The Past, Present, and Future of Iranian Documentary
by Marisa Sittheeamorn
Iran’s cinematic history is a treasure trove of hidden gems, waiting for the world to burrow into. Amongst the riches is an endless supply of films that ponder the very meaning of life, along with its everyday normalcies and bouts of joy. While narrative feature films are among some of the most coveted within cinematic communities, Iran’s filmography of documentaries is a wealth within itself.
The success of documentaries exploded in the 60s, with Forough Farrokhzad’s critically acclaimed, The House Is Black (1962). The film offered an unseen, intimate portrayal of day-to-day life in a leper colony, where Farrokhzad lived for 12 days. Known for rejecting ideals of femininity within her work, Farrokhzad was one of the first female filmmakers to receive as much praise as she did. She continues to be an idol for artistic, personal, and sexual freedom today.
A few years later, in 1967, Kamran Shirdel’s The Night it Rained premiered, and became one of the most notable documentaries from pre-revolutionary Iran. The film explores the truth behind a young boy who allegedly prevents a catastrophic train crash. Through interviews with the boy, the truth is perhaps not as it seems. The film was screened at IDFA in 2007, and was also featured in Sight and Sound’s 75th anniversary list, “75 Hidden Gems of World Cinema.”
As always, no tribute to Iranian cinema is complete without Abbas Kiarostami. His 1990 film Close-Up, tells the story of a con-man who impersonates Mohsen Makhmalbaf and convinces a family they would star in his new film. Since its release at Fajr, the film has continued to appear at numerous major festivals around the world, including TIFF, Locarno, Cannes, São Paulo, Chicago, Thessaloniki, Torino, Melbourne, and many, many more.
Five years later, the REAL Mohsen Makhmalbaf made waves with Hello Cinema, which had its international premiere in Un Certain Regard at Cannes in 1995. The film was a result of Makhmalbaf’s attempt to cast a film intended to celebrate the 100th anniversary of cinema as a medium. After placing an ad in the newspaper for 100 roles, over 5,000 people showed up. Hello Cinema ironically captures the reality of life in Iran through on-camera auditions, with the people of Iran who are too often left behind.
In 2011, Jafar Panahi released This Is Not A Film, a visual response to the government’s numerous threats against him. Shot entirely on his phone, the film depicts a day in Panahi’s life under house arrest as he awaits a verdict from the appeals court. An ultimate commentary on the restrictions placed on filmmakers in Iran, the film was smuggled from Iran to Cannes on a flash drive hidden inside a birthday cake. It’s success remains a monumental event in film history.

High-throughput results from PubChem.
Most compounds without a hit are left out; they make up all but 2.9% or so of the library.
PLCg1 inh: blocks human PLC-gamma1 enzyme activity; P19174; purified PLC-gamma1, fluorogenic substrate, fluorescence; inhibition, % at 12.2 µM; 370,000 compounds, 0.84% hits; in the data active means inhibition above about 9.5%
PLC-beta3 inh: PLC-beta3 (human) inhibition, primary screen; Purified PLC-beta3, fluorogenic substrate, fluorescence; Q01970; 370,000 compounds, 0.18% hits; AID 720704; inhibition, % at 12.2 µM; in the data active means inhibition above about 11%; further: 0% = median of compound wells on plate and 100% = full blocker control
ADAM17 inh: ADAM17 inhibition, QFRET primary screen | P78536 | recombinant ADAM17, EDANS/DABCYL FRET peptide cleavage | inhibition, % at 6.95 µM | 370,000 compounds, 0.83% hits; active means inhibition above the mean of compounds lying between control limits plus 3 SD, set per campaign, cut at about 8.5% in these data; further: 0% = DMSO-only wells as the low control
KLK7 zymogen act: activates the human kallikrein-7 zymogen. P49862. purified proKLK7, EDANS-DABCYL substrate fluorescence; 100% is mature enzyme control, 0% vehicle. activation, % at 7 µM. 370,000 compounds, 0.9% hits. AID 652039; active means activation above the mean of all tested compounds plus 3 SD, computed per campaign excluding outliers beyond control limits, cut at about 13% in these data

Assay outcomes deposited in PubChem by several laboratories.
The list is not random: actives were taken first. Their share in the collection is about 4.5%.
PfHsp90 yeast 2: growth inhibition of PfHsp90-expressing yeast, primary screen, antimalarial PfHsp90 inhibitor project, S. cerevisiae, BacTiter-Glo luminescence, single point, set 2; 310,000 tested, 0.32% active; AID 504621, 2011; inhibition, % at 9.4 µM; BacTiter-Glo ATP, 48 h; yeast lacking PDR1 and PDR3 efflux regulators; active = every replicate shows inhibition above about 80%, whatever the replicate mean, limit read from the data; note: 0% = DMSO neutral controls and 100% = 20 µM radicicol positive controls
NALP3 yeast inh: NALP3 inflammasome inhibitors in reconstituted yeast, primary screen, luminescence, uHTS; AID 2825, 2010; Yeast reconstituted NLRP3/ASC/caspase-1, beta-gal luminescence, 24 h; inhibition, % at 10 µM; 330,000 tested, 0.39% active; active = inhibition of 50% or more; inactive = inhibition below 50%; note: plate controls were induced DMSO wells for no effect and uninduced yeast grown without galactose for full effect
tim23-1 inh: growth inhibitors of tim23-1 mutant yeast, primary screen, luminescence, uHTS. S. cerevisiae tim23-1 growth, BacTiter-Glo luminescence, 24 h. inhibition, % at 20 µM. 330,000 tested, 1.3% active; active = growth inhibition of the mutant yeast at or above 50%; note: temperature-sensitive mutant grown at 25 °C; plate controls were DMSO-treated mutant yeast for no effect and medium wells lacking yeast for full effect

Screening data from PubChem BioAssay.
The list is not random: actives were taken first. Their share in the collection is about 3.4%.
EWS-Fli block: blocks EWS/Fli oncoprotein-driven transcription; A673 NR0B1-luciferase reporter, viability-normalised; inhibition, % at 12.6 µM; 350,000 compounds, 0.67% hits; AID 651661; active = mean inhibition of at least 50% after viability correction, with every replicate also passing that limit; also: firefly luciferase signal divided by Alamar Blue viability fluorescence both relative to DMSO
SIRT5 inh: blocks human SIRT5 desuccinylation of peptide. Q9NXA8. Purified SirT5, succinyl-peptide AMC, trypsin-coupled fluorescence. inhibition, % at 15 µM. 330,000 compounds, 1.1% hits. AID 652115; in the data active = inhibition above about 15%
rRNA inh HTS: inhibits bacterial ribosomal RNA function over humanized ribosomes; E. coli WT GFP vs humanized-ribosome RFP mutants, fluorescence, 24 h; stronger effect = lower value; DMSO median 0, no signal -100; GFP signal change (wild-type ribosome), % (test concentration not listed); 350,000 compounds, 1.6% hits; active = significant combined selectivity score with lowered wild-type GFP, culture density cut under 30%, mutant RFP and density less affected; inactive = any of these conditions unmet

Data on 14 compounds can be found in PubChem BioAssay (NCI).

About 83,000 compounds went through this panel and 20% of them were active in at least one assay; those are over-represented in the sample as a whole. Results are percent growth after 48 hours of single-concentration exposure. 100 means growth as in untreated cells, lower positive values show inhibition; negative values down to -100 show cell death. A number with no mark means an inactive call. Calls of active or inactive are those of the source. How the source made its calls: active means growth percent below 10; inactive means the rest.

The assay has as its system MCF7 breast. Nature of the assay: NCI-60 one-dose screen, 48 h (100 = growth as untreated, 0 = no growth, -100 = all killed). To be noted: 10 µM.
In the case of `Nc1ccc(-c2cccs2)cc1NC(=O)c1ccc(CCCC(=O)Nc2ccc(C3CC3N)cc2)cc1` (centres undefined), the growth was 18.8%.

A more recent selection includes Stop Over (2013) by Kaveh Bakhtiari. In the film, Bakhtari lives with a group of illegal Iranian immigrants in Athens, a place of transit for migrants who have left their home country. As they try to seek refuge in other Western countries, the men have to choose between hopelessly waiting for ID documents and finding alternative routes to the places they hope to one day call home. Premiering at Cannes, the film won the Quebec Film Critics Award from Montreal Festival of New Cinema, the Merit Award at Taiwan International Documentary Film Festival, and received nominations from many others.
Another jewel from 2013 is Mitra Farahani’s Fifi Howls From Happiness. The documentary follows director Farahani as she tracks down Bahman Mohasses, the ‘Persian Picasso,’ who has been living anonymously out of a hotel room in Rome. Shot shortly before his death, the film offers Mohasses an opportunity to craft his final biography and share his story in his own words and on his own terms.
With Mehrdad Oskouei’s Sunless Shadows (2019) opening IDFA this year, it is clear that Iranian documentaries are upholding their reign within the non-fiction world. While the selection above showcases filmmakers who shaped and continue to push the boundaries of storytelling in Iran, there are thousands of others who are just as worthy of global attention. FCC looks forward to the artistry to come, and hopes to play a part in supporting filmmakers on a mission to capture the raw, often unseen moments in life.